The Controlled Accident
I first came across this concept in 1981 in an Asian Cultures course, in connection with Japanese pottery and Zen philosophy. The idea, as I understand it, is this: if there are cracks in the fired piece, you work with them, incorporating them into the original design. They can become flowers, vines, whatever they might suggest to the artist. And a piece in which this was done well is considered even more beautiful than one that has turned out "perfectly".
You can see how this ties in well with music. First, most players have experienced those moments on stage where it is vital to turn a mistake in one's favor- the controlled accident in spades. However, a great many people raised in our culture will fail to see the beauty in this. I think that has to do with cultural conditioning- mistakes aren't OK, they aren't something that happens to everyone. Performers are supposed to be infallible, damn it! So, there's no gentle sense of humor that allows one to marvel at the recovery. The players I've met over the years seem to fall into two camps- those who get this and those who don't. The ones who don't seem to have a lot in common with religious fundamentalists and tend to be more restricted (and restrictive) in other areas of their life as well. There is no separating personality from art! (Or any other human activity for that matter.) The clash is usually one of form vs. feeling. It's my opinion that in the highest art there is no clash between these two, but instead an integration. Almost everyone will agree with this but almost no one agrees on the ratio!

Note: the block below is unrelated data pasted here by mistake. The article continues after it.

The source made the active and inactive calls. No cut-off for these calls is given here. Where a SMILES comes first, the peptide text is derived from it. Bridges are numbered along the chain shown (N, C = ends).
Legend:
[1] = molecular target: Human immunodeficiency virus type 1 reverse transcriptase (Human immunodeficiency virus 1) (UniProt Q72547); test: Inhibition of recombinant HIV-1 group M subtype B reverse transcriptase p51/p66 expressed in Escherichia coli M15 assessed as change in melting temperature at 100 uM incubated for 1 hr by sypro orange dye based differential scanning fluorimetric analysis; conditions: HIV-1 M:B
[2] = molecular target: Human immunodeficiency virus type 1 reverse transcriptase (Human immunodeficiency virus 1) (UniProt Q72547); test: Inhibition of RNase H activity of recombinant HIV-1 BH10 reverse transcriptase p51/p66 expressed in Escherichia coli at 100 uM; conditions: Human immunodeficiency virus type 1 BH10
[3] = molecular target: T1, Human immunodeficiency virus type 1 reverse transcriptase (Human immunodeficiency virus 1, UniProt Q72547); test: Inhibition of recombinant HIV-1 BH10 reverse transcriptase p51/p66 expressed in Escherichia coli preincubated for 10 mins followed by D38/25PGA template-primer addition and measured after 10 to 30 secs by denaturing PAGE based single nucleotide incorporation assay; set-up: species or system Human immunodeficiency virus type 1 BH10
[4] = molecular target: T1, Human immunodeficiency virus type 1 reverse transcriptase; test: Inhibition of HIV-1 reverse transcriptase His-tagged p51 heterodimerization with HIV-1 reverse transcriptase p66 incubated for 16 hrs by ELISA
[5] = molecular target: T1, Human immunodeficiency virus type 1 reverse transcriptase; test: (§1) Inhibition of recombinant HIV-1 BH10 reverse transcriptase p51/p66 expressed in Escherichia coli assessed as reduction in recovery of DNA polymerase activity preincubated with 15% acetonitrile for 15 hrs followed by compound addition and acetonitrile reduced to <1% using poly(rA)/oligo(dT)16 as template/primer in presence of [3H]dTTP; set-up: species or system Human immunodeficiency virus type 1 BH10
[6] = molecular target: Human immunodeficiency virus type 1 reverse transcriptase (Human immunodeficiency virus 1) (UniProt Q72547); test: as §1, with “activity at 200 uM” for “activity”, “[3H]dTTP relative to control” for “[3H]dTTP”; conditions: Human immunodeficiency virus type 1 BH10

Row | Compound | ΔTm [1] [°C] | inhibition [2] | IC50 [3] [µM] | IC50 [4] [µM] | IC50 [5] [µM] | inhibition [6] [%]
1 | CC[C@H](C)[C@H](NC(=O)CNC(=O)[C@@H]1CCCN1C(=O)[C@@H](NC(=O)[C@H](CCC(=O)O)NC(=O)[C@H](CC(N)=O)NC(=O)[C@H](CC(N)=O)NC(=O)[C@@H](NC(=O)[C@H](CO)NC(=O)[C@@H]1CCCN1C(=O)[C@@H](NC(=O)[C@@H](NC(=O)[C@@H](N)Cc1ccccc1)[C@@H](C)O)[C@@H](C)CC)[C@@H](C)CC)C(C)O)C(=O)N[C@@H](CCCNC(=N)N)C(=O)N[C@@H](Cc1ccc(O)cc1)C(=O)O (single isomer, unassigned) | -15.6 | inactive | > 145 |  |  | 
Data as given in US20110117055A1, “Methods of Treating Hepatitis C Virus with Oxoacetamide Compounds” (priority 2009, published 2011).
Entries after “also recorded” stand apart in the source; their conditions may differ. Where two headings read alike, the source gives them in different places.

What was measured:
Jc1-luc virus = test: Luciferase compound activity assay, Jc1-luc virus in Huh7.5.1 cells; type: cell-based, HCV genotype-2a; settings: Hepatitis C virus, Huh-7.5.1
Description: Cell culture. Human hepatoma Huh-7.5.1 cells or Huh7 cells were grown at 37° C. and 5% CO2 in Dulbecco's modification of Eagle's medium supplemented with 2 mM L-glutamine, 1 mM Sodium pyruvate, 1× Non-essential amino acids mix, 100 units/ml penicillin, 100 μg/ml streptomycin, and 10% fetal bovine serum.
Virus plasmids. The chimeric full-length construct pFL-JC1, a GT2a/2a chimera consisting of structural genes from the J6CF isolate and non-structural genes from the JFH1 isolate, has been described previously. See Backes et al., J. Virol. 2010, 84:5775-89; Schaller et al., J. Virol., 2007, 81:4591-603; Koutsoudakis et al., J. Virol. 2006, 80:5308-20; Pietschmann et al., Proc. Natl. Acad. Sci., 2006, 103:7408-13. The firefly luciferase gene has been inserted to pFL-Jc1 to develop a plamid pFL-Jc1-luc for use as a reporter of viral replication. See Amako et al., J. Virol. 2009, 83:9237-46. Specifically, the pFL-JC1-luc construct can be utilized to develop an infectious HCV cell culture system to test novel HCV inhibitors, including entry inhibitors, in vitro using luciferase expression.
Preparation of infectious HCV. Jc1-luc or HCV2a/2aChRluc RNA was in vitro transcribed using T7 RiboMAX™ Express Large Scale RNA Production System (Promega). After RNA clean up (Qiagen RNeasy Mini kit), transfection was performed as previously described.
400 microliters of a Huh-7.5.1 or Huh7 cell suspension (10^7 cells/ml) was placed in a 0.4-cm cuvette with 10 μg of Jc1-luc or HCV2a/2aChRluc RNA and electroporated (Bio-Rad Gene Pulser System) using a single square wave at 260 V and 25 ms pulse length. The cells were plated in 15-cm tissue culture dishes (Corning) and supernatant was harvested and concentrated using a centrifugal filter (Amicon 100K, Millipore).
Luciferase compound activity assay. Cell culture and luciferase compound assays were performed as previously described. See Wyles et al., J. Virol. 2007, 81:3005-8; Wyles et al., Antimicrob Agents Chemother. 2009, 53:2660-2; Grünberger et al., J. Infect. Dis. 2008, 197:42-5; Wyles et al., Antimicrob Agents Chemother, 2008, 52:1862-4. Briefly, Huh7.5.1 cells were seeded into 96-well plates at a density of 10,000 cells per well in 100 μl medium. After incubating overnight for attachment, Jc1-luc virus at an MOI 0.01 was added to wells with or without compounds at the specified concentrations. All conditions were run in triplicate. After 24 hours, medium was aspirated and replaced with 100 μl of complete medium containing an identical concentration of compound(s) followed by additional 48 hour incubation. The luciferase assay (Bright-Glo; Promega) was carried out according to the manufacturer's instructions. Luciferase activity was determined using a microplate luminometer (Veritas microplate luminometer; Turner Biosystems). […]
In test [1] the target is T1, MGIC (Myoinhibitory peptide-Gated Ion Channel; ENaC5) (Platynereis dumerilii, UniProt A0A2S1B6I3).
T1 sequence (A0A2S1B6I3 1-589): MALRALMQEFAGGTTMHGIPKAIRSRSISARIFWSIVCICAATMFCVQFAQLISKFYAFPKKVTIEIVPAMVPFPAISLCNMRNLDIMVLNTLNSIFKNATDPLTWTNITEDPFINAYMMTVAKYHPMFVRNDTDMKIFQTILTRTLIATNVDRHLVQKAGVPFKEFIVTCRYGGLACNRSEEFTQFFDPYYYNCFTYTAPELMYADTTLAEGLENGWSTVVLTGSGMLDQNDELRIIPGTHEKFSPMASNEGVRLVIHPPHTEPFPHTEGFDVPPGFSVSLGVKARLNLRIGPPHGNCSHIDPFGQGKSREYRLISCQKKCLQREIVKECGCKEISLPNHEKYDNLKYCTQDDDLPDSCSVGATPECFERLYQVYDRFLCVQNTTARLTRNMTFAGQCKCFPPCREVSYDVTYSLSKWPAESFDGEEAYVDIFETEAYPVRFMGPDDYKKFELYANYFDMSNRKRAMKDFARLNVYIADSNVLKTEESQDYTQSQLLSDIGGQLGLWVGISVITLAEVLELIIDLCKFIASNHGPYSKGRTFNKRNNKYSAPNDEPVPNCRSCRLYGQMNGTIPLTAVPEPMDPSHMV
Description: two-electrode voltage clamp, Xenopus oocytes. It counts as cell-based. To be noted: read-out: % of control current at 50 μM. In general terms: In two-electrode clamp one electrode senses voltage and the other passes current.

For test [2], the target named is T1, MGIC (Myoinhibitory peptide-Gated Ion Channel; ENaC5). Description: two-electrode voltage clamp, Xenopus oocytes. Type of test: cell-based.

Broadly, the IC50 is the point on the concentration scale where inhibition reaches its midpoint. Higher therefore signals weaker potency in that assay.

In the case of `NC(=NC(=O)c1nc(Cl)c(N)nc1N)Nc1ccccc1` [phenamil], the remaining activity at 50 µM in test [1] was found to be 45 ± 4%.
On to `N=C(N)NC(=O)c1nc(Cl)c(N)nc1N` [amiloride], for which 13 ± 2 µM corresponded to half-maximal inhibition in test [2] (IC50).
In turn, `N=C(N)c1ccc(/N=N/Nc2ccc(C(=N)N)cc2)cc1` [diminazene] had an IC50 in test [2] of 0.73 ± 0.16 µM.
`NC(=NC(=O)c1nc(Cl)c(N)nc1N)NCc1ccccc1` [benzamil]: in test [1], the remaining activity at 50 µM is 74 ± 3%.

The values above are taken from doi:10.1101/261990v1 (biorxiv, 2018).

Second, I have found the controlled accident concept very useful when creating recorded music. When doing multiple tracks for a composed piece, I will almost certainly do unplanned things along the way- different notes, spontaneous flights of inflection, etc. And in the successive tracks, I will play off of these, sometimes changing the entire feel of the piece in ways ranging from subtle to blatant. Sometimes these experiments are a success and sometimes they are not. But I have found that the surprises- to me, the composer- are usually both great fun and a real learning experience. If you have something very, very specific in mind, then such surprises aren't welcome. But on the whole, I think to deny oneself the joy and learning opportunity out of a misguided loyalty to supposed perfection, is conservative to the point of being pathological. It's an excellent skill-builder on one end of the spectrum, but to have a full experience in music I believe you must develop skills of the moment as well. It's enriching both as a musician and as a human being.